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Author Topic: A Farewell  (Read 8021 times)
Ed
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« on: April 20, 2005, 06:20:47 PM »

... To Arms, by Ernest Hemingway Wink  Have any of you read it?

I've just finished the book (slow reader that I am).  I've been reading it in my lunch breaks over the past few weeks.  I finally got to the last page yesterday... and found myself gutted. undecided

Absolutely gutted!

It's the first time that I've tried to read a literary classic - until now I've stuck with popfic and autobiogs.  I can't say that I enjoyed it very much.  There were parts I did enjoy, such as the bit where he's caught up in the retreat - that was page-turning stuff, and some of the last couple of chapters, where he's found Catherine again and they're escaping.

But I found the first chapter very distracting, with all the 'and's.  When I finally got used to the 'and's, the dialogue bugged me (bigtime) and I found a lot of the conversations quite tedious, especially those featuring Catherine.

Come the middle of the book, where they're parted suddenly, with her in the family way, and him sent to the front, all their plans in tatters, I did notice something I thought was pretty cool.  He didn't dwell on the MC's feelings - not a word about him feeling worried or lovesick, or cheated by fate - none of that stuff until waaay later.  I was looking for it, wondering how he felt... but then I realised that I knew exactly how the character felt, and for him to have stated it would have been unnecessary.  He just carried on as if nothing had happened.  Now that, I thought, was clever.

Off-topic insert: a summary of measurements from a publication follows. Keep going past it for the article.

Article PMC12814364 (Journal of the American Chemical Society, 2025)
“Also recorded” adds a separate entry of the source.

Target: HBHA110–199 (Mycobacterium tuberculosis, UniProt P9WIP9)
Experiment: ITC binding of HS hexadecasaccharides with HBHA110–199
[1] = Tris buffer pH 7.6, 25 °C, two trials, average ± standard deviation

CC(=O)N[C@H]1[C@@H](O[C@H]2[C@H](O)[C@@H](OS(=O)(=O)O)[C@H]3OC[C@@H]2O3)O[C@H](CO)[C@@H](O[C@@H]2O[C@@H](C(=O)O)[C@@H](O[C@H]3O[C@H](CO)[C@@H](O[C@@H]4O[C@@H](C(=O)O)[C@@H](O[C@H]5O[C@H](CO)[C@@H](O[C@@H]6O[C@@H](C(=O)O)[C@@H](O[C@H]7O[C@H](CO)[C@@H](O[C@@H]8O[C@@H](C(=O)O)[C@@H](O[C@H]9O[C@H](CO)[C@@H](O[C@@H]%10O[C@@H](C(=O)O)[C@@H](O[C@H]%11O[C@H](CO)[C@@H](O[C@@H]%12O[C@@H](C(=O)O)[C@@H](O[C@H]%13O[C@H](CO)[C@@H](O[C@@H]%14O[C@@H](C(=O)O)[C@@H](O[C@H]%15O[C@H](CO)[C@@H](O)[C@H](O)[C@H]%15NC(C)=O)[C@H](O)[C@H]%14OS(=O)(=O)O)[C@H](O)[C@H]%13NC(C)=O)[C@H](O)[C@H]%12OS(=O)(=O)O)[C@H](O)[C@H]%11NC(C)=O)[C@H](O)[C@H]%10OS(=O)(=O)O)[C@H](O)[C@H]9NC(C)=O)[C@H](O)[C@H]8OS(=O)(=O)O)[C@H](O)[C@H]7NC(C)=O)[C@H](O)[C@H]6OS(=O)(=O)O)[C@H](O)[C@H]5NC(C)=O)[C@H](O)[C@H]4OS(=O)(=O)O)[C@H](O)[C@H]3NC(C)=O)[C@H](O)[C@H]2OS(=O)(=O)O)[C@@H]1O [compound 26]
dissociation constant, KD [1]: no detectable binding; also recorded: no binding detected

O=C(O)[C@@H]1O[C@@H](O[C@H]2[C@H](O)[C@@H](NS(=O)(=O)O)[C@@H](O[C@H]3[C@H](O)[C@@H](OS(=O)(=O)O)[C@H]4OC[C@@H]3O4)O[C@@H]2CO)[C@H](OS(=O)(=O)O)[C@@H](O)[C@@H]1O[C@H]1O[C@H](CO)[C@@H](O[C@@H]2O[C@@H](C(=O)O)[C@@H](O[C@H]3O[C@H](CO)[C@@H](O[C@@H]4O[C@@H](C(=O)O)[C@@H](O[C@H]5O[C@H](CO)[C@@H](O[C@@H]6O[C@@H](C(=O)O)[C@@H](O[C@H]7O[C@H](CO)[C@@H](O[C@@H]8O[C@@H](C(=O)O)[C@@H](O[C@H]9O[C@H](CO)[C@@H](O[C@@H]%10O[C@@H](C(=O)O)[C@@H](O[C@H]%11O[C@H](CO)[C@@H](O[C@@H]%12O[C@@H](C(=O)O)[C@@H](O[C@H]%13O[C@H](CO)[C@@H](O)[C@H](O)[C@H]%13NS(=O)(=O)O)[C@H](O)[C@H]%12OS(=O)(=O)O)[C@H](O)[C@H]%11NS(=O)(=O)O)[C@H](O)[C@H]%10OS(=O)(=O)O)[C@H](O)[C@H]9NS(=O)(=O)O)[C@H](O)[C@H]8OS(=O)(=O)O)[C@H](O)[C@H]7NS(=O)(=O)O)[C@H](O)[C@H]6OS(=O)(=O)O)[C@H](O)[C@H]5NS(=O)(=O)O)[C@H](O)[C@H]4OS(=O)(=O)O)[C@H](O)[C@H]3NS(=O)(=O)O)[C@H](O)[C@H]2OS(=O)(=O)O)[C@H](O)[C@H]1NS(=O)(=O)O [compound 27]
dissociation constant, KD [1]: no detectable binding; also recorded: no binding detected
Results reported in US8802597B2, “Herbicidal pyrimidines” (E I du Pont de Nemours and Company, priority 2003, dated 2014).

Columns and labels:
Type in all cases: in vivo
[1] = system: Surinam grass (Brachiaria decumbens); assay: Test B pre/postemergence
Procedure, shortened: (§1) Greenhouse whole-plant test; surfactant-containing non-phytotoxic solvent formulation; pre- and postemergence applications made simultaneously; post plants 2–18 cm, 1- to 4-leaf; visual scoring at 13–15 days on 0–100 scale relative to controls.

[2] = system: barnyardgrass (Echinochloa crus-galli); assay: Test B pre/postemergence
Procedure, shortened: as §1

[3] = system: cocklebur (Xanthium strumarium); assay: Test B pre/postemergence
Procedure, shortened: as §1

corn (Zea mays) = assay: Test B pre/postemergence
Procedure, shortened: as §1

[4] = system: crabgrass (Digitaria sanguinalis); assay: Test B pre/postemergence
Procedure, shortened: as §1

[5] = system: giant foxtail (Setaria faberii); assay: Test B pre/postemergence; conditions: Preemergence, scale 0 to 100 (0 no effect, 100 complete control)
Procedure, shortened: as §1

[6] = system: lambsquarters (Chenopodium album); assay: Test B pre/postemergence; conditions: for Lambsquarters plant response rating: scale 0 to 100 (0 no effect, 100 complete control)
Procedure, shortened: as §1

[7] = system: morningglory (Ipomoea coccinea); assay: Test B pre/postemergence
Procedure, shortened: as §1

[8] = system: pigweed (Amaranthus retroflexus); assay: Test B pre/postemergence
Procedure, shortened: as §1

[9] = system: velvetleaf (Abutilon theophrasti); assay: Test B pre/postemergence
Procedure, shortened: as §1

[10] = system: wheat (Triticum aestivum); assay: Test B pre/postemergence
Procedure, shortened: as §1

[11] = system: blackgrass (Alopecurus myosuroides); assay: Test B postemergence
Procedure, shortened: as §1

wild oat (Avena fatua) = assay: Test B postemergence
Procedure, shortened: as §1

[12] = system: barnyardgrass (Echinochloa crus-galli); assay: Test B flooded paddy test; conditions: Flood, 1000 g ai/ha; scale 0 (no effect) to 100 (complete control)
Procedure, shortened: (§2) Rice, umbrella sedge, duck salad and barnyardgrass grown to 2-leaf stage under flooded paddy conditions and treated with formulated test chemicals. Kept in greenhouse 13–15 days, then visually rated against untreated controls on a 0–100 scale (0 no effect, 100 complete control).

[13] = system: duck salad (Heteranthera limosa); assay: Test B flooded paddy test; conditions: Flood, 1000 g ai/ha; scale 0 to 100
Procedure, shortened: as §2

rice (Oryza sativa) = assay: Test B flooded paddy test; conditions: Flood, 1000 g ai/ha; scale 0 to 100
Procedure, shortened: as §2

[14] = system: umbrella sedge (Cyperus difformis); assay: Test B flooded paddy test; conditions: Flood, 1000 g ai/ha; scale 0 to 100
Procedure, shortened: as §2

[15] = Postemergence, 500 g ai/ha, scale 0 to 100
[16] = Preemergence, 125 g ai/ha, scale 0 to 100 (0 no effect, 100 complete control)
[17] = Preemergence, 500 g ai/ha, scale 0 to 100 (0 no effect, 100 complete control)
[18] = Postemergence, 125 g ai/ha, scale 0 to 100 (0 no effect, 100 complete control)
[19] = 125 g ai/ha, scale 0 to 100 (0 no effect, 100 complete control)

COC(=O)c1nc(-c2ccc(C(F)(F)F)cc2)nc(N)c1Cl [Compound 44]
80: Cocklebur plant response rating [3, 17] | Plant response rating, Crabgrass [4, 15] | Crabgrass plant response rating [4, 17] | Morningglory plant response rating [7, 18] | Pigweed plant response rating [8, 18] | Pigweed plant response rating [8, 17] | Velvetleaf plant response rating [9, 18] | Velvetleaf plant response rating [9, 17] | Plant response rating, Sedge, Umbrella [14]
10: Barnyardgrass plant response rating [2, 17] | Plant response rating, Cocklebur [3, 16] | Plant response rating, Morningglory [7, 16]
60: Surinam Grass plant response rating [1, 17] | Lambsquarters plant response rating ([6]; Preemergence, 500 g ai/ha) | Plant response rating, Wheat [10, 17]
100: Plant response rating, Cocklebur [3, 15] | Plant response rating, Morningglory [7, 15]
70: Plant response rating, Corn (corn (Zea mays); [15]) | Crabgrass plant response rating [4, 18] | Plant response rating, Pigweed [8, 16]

I got a feel for the places they stayed in, and for the way the MC interacted with others.  The character was very well drawn.  The ending was very abrupt, and I felt a bit cheated, but again I knew how the MC felt.  Now I've read it, and I'm looking back on it, I have mixed feelings about the book.  I can recognise it's a classic, but I don't really know why. 

What do you think about it, if you've read it?  I'm interested to know whether it's ever been adapted to film - does anybody know?  I'd like to see it if it has.
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Planning is an unnatural process - it is much more fun to do something.  The nicest thing about not planning is that failure comes as a complete surprise, rather than being preceded by a period of worry and depression. [Sir John Harvey-Jones]
JoyceCarter
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« Reply #1 on: April 20, 2005, 06:24:56 PM »

Must admit I haven't, but you've evoked it very well, and I shall now look for it at my next visit to the library.
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Ed
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« Reply #2 on: April 20, 2005, 06:35:42 PM »